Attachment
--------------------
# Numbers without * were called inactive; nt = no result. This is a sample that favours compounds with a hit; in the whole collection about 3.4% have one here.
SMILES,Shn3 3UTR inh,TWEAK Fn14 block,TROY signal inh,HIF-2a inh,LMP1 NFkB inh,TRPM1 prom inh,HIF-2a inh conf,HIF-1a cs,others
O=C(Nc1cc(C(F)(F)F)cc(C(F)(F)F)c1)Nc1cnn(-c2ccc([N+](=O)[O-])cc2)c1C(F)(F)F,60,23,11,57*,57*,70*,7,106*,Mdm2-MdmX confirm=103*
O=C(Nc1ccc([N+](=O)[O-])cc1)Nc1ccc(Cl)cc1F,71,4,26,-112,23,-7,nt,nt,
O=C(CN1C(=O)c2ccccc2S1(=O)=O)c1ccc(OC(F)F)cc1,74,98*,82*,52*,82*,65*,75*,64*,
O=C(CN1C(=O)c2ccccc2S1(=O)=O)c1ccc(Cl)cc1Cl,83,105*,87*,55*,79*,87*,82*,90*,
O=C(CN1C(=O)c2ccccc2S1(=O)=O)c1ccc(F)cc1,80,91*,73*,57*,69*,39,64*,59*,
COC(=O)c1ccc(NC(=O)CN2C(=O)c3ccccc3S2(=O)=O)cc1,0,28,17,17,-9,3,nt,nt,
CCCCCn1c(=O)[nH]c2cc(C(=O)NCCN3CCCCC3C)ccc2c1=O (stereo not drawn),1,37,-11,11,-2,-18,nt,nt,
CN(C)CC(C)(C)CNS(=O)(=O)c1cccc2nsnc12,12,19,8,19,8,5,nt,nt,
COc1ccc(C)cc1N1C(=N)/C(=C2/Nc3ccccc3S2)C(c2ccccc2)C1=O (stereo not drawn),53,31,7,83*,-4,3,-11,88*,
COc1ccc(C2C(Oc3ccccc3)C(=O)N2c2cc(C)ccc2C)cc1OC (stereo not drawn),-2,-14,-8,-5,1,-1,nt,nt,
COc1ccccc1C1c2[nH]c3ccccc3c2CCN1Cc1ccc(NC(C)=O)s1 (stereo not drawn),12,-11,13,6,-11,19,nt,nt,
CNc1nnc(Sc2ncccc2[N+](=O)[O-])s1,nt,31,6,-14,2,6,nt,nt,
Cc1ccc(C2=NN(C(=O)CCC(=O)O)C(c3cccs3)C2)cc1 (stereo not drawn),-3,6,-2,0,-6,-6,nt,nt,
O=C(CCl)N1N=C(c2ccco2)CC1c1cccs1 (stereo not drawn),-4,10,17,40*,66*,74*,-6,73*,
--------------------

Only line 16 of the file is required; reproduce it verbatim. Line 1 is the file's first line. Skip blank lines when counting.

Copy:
O=C(CCl)N1N=C(c2ccco2)CC1c1cccs1 (stereo not drawn),-4,10,17,40*,66*,74*,-6,73*,